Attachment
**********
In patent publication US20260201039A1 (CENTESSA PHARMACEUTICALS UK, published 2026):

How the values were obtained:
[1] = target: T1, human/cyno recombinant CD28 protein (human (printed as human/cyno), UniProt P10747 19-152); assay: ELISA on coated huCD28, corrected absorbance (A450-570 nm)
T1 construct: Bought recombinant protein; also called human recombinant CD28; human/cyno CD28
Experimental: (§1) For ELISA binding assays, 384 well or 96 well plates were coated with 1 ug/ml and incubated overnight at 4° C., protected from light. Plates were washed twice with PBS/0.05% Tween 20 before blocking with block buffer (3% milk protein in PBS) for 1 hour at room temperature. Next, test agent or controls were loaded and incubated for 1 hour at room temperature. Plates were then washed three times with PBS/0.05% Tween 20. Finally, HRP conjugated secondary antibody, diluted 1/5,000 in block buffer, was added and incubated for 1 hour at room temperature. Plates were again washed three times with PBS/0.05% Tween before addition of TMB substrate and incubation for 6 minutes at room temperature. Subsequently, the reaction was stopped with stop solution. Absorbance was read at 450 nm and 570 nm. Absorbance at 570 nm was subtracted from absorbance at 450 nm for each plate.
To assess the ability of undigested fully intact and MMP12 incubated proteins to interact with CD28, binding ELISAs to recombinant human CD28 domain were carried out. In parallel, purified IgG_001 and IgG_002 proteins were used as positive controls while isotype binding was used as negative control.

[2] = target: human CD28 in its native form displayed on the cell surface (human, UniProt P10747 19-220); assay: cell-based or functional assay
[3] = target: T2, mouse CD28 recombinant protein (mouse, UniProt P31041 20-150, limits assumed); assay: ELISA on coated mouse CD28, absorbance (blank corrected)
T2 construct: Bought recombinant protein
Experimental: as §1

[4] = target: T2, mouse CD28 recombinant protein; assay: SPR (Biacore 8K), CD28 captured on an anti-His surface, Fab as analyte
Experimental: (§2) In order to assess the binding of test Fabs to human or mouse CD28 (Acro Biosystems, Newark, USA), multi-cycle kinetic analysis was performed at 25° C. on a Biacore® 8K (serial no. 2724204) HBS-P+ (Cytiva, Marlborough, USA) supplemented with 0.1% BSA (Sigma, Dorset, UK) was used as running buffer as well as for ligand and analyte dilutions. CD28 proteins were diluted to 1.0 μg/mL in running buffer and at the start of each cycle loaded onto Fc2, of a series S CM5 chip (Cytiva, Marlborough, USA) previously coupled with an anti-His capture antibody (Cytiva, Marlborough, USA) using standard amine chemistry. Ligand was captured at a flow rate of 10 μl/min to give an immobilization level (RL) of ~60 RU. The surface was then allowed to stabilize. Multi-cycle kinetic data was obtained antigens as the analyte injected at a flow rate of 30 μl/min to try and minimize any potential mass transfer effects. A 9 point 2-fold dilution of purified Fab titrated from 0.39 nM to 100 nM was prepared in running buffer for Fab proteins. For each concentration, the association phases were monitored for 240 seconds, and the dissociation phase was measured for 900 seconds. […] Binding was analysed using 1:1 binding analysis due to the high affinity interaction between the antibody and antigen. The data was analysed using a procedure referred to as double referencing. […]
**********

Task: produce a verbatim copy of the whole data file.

In patent publication US20260201039A1 (CENTESSA PHARMACEUTICALS UK, published 2026):

How the values were obtained:
[1] = target: T1, human/cyno recombinant CD28 protein (human (printed as human/cyno), UniProt P10747 19-152); assay: ELISA on coated huCD28, corrected absorbance (A450-570 nm)
T1 construct: Bought recombinant protein; also called human recombinant CD28; human/cyno CD28
Experimental: (§1) For ELISA binding assays, 384 well or 96 well plates were coated with 1 ug/ml and incubated overnight at 4° C., protected from light. Plates were washed twice with PBS/0.05% Tween 20 before blocking with block buffer (3% milk protein in PBS) for 1 hour at room temperature. Next, test agent or controls were loaded and incubated for 1 hour at room temperature. Plates were then washed three times with PBS/0.05% Tween 20. Finally, HRP conjugated secondary antibody, diluted 1/5,000 in block buffer, was added and incubated for 1 hour at room temperature. Plates were again washed three times with PBS/0.05% Tween before addition of TMB substrate and incubation for 6 minutes at room temperature. Subsequently, the reaction was stopped with stop solution. Absorbance was read at 450 nm and 570 nm. Absorbance at 570 nm was subtracted from absorbance at 450 nm for each plate.
To assess the ability of undigested fully intact and MMP12 incubated proteins to interact with CD28, binding ELISAs to recombinant human CD28 domain were carried out. In parallel, purified IgG_001 and IgG_002 proteins were used as positive controls while isotype binding was used as negative control.

[2] = target: human CD28 in its native form displayed on the cell surface (human, UniProt P10747 19-220); assay: cell-based or functional assay
[3] = target: T2, mouse CD28 recombinant protein (mouse, UniProt P31041 20-150, limits assumed); assay: ELISA on coated mouse CD28, absorbance (blank corrected)
T2 construct: Bought recombinant protein
Experimental: as §1

[4] = target: T2, mouse CD28 recombinant protein; assay: SPR (Biacore 8K), CD28 captured on an anti-His surface, Fab as analyte
Experimental: (§2) In order to assess the binding of test Fabs to human or mouse CD28 (Acro Biosystems, Newark, USA), multi-cycle kinetic analysis was performed at 25° C. on a Biacore® 8K (serial no. 2724204) HBS-P+ (Cytiva, Marlborough, USA) supplemented with 0.1% BSA (Sigma, Dorset, UK) was used as running buffer as well as for ligand and analyte dilutions. CD28 proteins were diluted to 1.0 μg/mL in running buffer and at the start of each cycle loaded onto Fc2, of a series S CM5 chip (Cytiva, Marlborough, USA) previously coupled with an anti-His capture antibody (Cytiva, Marlborough, USA) using standard amine chemistry. Ligand was captured at a flow rate of 10 μl/min to give an immobilization level (RL) of ~60 RU. The surface was then allowed to stabilize. Multi-cycle kinetic data was obtained antigens as the analyte injected at a flow rate of 30 μl/min to try and minimize any potential mass transfer effects. A 9 point 2-fold dilution of purified Fab titrated from 0.39 nM to 100 nM was prepared in running buffer for Fab proteins. For each concentration, the association phases were monitored for 240 seconds, and the dissociation phase was measured for 900 seconds. […] Binding was analysed using 1:1 binding analysis due to the high affinity interaction between the antibody and antigen. The data was analysed using a procedure referred to as double referencing. […]